Week Of November 18, 2019

“We all savor victories and suffer defeats.  But neither victories or

defeats should describe us; rather, we are defined by whether we have

the will to get up and claw our way back into the game.  This is the

true challenge, one seemingly without end, for life is our ‘long game.’”


“Be kind, for everyone you meet is fighting a great battle.




“First, we want life to be romantic, later to be

bearable, finally, to be understandable.”

Poet Louise Bogan


“I want my children to have all the things I

couldn’t afford. Then I want to move in with them.”

Phyllis Diller



  • Actually, It’s Lonely In Two Places.
  • OK,OK, Let’s Talk
  • Carrots and Sticks
  • If/Then Success
  • Econ Recon: Clear Sailing?   A China Syndrome?



In his play, “Henry IV,” Shakespeare observed, “Uneasy lies the head that wears the crown.”  One of the most common descriptions of the leader’s life is that, “It’s Lonely at the Top.”  Fred Crawford, former CEO of global consulting firm Alix penned a letter to CEOs in Chief Executive Magazine outlining the dangers of, as he puts it, “leading in a vacuum” (i.e., without good advisors).  In a short article he offers five options to make life at the top less lonely, and less dangerous, for those accountable for the fate of the enterprise.

Many of the most important business decisions are only made once.  Rarely are there “Mulligans,” or do-overs, in business.  CEOs who fail to get the decision-making edge that Mr. Crawford urges risk finding out that life at the bottom is even more lonely than life at the top.  [NOTE:  I am part of Vistage, the world’s leading peer advisory firm.  So please contact me if you’d like to talk with some CEOs who have already heeded Mr. Crawford’s advice].



If you’re a Boomer, the rallying cry of the 1960’s and early 1970’s was, “Don’t trust anyone over 30.”   In case you missed it, in recent weeks the Millennial version of this has gone viral: “Ok, Boomer.”

CNN to its credit invited two intelligent and thoughtful representatives of the Millennial and Boomer cohorts to a discussion about the friction between them, how it’s similar to what the Boomers and their parents of the “World War II” generation experienced, and how it’s different.  Check out their discussion on the CNN site.  It may be just the beginning of a long dialogue, which can be very helpful if in fact it is a dialogue.  “Ok, everyone?”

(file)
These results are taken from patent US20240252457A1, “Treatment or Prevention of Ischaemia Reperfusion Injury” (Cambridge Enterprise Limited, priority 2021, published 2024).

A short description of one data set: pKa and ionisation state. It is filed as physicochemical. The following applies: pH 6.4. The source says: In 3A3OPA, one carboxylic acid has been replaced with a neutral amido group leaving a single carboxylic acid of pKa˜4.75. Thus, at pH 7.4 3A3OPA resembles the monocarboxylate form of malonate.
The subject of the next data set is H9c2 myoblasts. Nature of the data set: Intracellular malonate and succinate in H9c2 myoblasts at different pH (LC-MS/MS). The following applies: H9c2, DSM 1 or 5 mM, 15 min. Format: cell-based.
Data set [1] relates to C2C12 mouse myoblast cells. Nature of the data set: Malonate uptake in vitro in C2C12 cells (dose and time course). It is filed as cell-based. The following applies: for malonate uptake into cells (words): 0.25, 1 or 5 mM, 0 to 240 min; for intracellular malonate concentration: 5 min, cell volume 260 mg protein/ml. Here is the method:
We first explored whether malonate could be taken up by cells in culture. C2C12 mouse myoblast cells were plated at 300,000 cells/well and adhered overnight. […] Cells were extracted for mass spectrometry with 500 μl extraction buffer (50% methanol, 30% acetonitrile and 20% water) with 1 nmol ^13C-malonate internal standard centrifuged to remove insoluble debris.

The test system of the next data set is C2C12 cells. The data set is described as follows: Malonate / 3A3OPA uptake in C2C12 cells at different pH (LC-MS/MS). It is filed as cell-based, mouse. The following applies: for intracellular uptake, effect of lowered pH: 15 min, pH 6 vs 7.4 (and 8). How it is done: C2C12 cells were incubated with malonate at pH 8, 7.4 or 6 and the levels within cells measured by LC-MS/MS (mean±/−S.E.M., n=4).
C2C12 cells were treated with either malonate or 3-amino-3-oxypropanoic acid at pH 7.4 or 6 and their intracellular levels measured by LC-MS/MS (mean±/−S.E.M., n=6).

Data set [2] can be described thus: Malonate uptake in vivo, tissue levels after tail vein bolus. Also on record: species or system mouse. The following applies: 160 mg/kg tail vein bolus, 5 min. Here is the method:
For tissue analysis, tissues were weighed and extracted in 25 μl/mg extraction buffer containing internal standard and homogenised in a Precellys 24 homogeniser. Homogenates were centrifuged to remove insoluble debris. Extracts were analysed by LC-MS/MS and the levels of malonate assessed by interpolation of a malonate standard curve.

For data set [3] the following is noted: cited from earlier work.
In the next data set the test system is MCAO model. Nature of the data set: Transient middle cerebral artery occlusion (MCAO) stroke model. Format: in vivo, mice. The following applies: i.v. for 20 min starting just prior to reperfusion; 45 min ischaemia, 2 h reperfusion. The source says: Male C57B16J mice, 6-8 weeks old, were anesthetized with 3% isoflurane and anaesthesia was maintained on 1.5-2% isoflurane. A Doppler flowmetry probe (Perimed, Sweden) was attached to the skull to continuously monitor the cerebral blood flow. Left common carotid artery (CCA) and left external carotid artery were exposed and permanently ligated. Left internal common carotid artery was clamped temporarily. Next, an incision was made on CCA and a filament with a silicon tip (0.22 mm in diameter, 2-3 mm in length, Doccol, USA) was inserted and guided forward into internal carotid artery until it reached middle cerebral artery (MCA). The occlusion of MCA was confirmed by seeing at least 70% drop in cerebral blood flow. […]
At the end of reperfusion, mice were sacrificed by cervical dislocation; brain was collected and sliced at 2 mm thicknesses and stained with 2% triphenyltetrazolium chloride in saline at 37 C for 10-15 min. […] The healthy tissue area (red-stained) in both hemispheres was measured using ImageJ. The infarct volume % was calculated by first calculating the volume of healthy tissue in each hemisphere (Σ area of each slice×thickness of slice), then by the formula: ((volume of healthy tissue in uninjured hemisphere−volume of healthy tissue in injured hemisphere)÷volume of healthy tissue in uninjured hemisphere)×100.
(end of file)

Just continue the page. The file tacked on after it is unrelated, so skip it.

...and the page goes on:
One of the few permanent competitive advantages a company can have is a culture that attracts, retains and motivates a quality work force.  So much has been written about culture, that many people are getting culture fatigue.  That doesn’t change its importance, but it does indicate a need to review the basic fundamentals of what a culture is, and what it isn’t.

Jocelyn Goldfein is a venture capitalist at Zetta Venture Partners, and has been an angel investor and engineer at Facebook, VMware and other successful firms so she may have some insights on culture that deserve your attention.  Culture is often defined as “how we do things around here.”  While such definitions are not inaccurate, they are not necessarily helpful.   Take a minute to understand why she suggests that a better way to think about it is that “Culture is the Behavior You Reward and Punish.”



This article from Ideas.TED.com suggests that life is a little like poker.  We know what cards and chips we hold and must do the best with what we have.  Check out this a simple but powerful self-management tool that requires nothing more than stopping to have a little “If/Then” conversation with yourself before reality (i.e. your own humanity) interferes with the actions required to achieve your goals.  Check out this article and accompanying short video from MIT professor Bina Venkataraman (author of “The Optimist’s Telescope”).



Clear Sailing?   The longer this longest-ever economic expansion goes on, the more likely a recession becomes, but when?  Dr. Brian Wesbury thinks the economy and the stock market still have a way to run.  Find out why he thinks there is “No Recession on the Horizon.”

The China Syndrome:   The stock market seems to be very sensitive to every rumor or pronouncement around our trade agreements with China.  Spend a few minutes with Dr. Alan Beaulieu of ITR Economics for an executive summary of what’s really happening in China and what it might mean for those doing business there, directly or indirectly.


Have a good week!